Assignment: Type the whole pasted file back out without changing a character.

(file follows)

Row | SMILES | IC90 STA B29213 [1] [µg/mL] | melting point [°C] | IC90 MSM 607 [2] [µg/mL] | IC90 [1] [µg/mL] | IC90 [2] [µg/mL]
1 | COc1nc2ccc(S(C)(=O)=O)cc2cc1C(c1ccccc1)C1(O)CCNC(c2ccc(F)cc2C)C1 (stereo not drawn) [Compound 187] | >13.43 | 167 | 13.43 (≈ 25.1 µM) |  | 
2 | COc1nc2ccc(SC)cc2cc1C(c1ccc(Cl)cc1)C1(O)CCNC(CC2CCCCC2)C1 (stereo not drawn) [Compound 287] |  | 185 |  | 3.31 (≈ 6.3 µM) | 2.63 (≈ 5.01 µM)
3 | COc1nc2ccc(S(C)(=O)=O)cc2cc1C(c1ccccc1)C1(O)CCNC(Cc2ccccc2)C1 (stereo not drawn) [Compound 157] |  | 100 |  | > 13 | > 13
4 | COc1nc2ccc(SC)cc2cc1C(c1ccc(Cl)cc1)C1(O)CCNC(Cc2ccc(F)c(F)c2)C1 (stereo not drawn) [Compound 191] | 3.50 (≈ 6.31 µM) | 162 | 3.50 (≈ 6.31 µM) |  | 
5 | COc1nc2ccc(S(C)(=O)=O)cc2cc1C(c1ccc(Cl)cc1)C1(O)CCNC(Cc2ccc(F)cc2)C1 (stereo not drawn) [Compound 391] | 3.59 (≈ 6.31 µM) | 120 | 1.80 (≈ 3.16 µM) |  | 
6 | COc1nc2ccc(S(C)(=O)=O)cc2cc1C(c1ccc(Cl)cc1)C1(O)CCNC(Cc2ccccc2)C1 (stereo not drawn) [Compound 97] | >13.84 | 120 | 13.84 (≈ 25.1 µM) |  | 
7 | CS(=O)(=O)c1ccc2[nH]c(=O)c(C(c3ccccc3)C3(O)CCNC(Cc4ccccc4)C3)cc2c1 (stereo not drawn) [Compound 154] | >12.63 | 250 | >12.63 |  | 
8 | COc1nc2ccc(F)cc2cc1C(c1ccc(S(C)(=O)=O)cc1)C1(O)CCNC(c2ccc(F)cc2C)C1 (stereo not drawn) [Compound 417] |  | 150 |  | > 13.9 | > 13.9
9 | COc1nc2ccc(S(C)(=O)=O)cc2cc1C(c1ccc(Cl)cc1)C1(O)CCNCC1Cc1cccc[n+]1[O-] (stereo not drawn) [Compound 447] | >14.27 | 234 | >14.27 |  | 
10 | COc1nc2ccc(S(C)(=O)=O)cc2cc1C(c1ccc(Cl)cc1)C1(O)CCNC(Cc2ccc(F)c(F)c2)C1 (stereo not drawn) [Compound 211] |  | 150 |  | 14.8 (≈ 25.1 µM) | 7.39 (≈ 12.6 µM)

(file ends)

Row | SMILES | IC90 STA B29213 [1] [µg/mL] | melting point [°C] | IC90 MSM 607 [2] [µg/mL] | IC90 [1] [µg/mL] | IC90 [2] [µg/mL]
1 | COc1nc2ccc(S(C)(=O)=O)cc2cc1C(c1ccccc1)C1(O)CCNC(c2ccc(F)cc2C)C1 (stereo not drawn) [Compound 187] | >13.43 | 167 | 13.43 (≈ 25.1 µM) |  | 
2 | COc1nc2ccc(SC)cc2cc1C(c1ccc(Cl)cc1)C1(O)CCNC(CC2CCCCC2)C1 (stereo not drawn) [Compound 287] |  | 185 |  | 3.31 (≈ 6.3 µM) | 2.63 (≈ 5.01 µM)
3 | COc1nc2ccc(S(C)(=O)=O)cc2cc1C(c1ccccc1)C1(O)CCNC(Cc2ccccc2)C1 (stereo not drawn) [Compound 157] |  | 100 |  | > 13 | > 13
4 | COc1nc2ccc(SC)cc2cc1C(c1ccc(Cl)cc1)C1(O)CCNC(Cc2ccc(F)c(F)c2)C1 (stereo not drawn) [Compound 191] | 3.50 (≈ 6.31 µM) | 162 | 3.50 (≈ 6.31 µM) |  | 
5 | COc1nc2ccc(S(C)(=O)=O)cc2cc1C(c1ccc(Cl)cc1)C1(O)CCNC(Cc2ccc(F)cc2)C1 (stereo not drawn) [Compound 391] | 3.59 (≈ 6.31 µM) | 120 | 1.80 (≈ 3.16 µM) |  | 
6 | COc1nc2ccc(S(C)(=O)=O)cc2cc1C(c1ccc(Cl)cc1)C1(O)CCNC(Cc2ccccc2)C1 (stereo not drawn) [Compound 97] | >13.84 | 120 | 13.84 (≈ 25.1 µM) |  | 
7 | CS(=O)(=O)c1ccc2[nH]c(=O)c(C(c3ccccc3)C3(O)CCNC(Cc4ccccc4)C3)cc2c1 (stereo not drawn) [Compound 154] | >12.63 | 250 | >12.63 |  | 
8 | COc1nc2ccc(F)cc2cc1C(c1ccc(S(C)(=O)=O)cc1)C1(O)CCNC(c2ccc(F)cc2C)C1 (stereo not drawn) [Compound 417] |  | 150 |  | > 13.9 | > 13.9
9 | COc1nc2ccc(S(C)(=O)=O)cc2cc1C(c1ccc(Cl)cc1)C1(O)CCNCC1Cc1cccc[n+]1[O-] (stereo not drawn) [Compound 447] | >14.27 | 234 | >14.27 |  | 
10 | COc1nc2ccc(S(C)(=O)=O)cc2cc1C(c1ccc(Cl)cc1)C1(O)CCNC(Cc2ccc(F)c(F)c2)C1 (stereo not drawn) [Compound 211] |  | 150 |  | 14.8 (≈ 25.1 µM) | 7.39 (≈ 12.6 µM)